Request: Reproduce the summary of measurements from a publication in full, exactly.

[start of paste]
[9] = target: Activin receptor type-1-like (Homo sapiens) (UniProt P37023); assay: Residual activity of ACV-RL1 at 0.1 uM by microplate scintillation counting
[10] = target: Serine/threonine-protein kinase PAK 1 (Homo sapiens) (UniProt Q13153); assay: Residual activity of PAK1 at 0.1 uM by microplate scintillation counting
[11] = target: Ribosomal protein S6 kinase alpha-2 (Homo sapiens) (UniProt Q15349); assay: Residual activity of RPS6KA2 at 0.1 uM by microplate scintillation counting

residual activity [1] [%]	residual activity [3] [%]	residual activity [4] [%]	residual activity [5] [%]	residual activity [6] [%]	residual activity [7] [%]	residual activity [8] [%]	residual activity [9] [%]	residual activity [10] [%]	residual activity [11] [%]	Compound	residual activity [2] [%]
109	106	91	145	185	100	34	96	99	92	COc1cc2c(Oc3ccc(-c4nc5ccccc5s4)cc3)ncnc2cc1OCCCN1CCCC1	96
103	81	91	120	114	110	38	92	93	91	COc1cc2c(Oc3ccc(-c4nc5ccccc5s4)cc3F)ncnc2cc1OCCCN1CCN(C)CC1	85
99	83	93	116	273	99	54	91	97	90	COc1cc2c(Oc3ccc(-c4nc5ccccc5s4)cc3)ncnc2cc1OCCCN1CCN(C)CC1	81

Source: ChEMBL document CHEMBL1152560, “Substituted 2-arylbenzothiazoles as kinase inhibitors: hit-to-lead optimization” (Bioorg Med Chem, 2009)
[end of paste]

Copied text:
[9] = target: Activin receptor type-1-like (Homo sapiens) (UniProt P37023); assay: Residual activity of ACV-RL1 at 0.1 uM by microplate scintillation counting
[10] = target: Serine/threonine-protein kinase PAK 1 (Homo sapiens) (UniProt Q13153); assay: Residual activity of PAK1 at 0.1 uM by microplate scintillation counting
[11] = target: Ribosomal protein S6 kinase alpha-2 (Homo sapiens) (UniProt Q15349); assay: Residual activity of RPS6KA2 at 0.1 uM by microplate scintillation counting

residual activity [1] [%]	residual activity [3] [%]	residual activity [4] [%]	residual activity [5] [%]	residual activity [6] [%]	residual activity [7] [%]	residual activity [8] [%]	residual activity [9] [%]	residual activity [10] [%]	residual activity [11] [%]	Compound	residual activity [2] [%]
109	106	91	145	185	100	34	96	99	92	COc1cc2c(Oc3ccc(-c4nc5ccccc5s4)cc3)ncnc2cc1OCCCN1CCCC1	96
103	81	91	120	114	110	38	92	93	91	COc1cc2c(Oc3ccc(-c4nc5ccccc5s4)cc3F)ncnc2cc1OCCCN1CCN(C)CC1	85
99	83	93	116	273	99	54	91	97	90	COc1cc2c(Oc3ccc(-c4nc5ccccc5s4)cc3)ncnc2cc1OCCCN1CCN(C)CC1	81

Source: ChEMBL document CHEMBL1152560, “Substituted 2-arylbenzothiazoles as kinase inhibitors: hit-to-lead optimization” (Bioorg Med Chem, 2009)